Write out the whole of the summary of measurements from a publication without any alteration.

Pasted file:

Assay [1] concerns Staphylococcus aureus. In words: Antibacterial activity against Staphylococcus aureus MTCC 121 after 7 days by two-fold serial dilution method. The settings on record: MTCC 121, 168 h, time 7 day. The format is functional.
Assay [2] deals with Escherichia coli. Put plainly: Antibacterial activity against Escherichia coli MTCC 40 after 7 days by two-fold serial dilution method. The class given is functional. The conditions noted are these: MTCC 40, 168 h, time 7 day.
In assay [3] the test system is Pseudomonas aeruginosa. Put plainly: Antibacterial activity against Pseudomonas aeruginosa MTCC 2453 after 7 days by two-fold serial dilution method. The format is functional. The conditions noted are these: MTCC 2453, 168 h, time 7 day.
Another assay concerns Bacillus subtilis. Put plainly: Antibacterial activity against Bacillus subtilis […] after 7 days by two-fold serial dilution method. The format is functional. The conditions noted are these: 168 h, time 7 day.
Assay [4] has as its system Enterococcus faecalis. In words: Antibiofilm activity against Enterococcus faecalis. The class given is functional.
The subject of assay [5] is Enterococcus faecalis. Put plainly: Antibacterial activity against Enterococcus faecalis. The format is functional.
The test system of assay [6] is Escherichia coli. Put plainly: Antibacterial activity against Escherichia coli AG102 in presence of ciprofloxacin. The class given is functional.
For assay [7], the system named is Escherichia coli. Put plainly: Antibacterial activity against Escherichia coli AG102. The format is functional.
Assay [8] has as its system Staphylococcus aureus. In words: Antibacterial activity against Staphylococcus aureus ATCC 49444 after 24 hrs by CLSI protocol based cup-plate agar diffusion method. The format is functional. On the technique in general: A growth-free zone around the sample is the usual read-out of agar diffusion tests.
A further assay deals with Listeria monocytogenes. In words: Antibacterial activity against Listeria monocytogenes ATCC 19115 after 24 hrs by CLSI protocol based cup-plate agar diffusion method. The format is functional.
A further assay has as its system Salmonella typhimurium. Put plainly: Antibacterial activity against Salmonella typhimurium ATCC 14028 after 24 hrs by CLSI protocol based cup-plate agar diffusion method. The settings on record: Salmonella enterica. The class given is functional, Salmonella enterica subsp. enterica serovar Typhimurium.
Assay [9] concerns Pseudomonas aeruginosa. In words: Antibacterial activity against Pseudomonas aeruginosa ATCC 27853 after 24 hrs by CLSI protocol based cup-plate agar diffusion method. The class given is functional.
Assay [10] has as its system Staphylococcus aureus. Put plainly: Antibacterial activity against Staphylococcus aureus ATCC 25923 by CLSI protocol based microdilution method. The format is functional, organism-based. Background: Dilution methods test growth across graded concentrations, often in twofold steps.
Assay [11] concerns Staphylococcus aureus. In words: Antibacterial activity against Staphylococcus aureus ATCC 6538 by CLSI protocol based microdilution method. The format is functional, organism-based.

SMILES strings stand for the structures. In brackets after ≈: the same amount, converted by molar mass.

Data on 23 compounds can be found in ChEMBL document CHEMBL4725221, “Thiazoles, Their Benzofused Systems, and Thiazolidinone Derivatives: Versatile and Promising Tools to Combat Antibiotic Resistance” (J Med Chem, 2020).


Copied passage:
Assay [1] concerns Staphylococcus aureus. In words: Antibacterial activity against Staphylococcus aureus MTCC 121 after 7 days by two-fold serial dilution method. The settings on record: MTCC 121, 168 h, time 7 day. The format is functional.
Assay [2] deals with Escherichia coli. Put plainly: Antibacterial activity against Escherichia coli MTCC 40 after 7 days by two-fold serial dilution method. The class given is functional. The conditions noted are these: MTCC 40, 168 h, time 7 day.
In assay [3] the test system is Pseudomonas aeruginosa. Put plainly: Antibacterial activity against Pseudomonas aeruginosa MTCC 2453 after 7 days by two-fold serial dilution method. The format is functional. The conditions noted are these: MTCC 2453, 168 h, time 7 day.
Another assay concerns Bacillus subtilis. Put plainly: Antibacterial activity against Bacillus subtilis […] after 7 days by two-fold serial dilution method. The format is functional. The conditions noted are these: 168 h, time 7 day.
Assay [4] has as its system Enterococcus faecalis. In words: Antibiofilm activity against Enterococcus faecalis. The class given is functional.
The subject of assay [5] is Enterococcus faecalis. Put plainly: Antibacterial activity against Enterococcus faecalis. The format is functional.
The test system of assay [6] is Escherichia coli. Put plainly: Antibacterial activity against Escherichia coli AG102 in presence of ciprofloxacin. The class given is functional.
For assay [7], the system named is Escherichia coli. Put plainly: Antibacterial activity against Escherichia coli AG102. The format is functional.
Assay [8] has as its system Staphylococcus aureus. In words: Antibacterial activity against Staphylococcus aureus ATCC 49444 after 24 hrs by CLSI protocol based cup-plate agar diffusion method. The format is functional. On the technique in general: A growth-free zone around the sample is the usual read-out of agar diffusion tests.
A further assay deals with Listeria monocytogenes. In words: Antibacterial activity against Listeria monocytogenes ATCC 19115 after 24 hrs by CLSI protocol based cup-plate agar diffusion method. The format is functional.
A further assay has as its system Salmonella typhimurium. Put plainly: Antibacterial activity against Salmonella typhimurium ATCC 14028 after 24 hrs by CLSI protocol based cup-plate agar diffusion method. The settings on record: Salmonella enterica. The class given is functional, Salmonella enterica subsp. enterica serovar Typhimurium.
Assay [9] concerns Pseudomonas aeruginosa. In words: Antibacterial activity against Pseudomonas aeruginosa ATCC 27853 after 24 hrs by CLSI protocol based cup-plate agar diffusion method. The class given is functional.
Assay [10] has as its system Staphylococcus aureus. Put plainly: Antibacterial activity against Staphylococcus aureus ATCC 25923 by CLSI protocol based microdilution method. The format is functional, organism-based. Background: Dilution methods test growth across graded concentrations, often in twofold steps.
Assay [11] concerns Staphylococcus aureus. In words: Antibacterial activity against Staphylococcus aureus ATCC 6538 by CLSI protocol based microdilution method. The format is functional, organism-based.

SMILES strings stand for the structures. In brackets after ≈: the same amount, converted by molar mass.

Data on 23 compounds can be found in ChEMBL document CHEMBL4725221, “Thiazoles, Their Benzofused Systems, and Thiazolidinone Derivatives: Versatile and Promising Tools to Combat Antibiotic Resistance” (J Med Chem, 2020).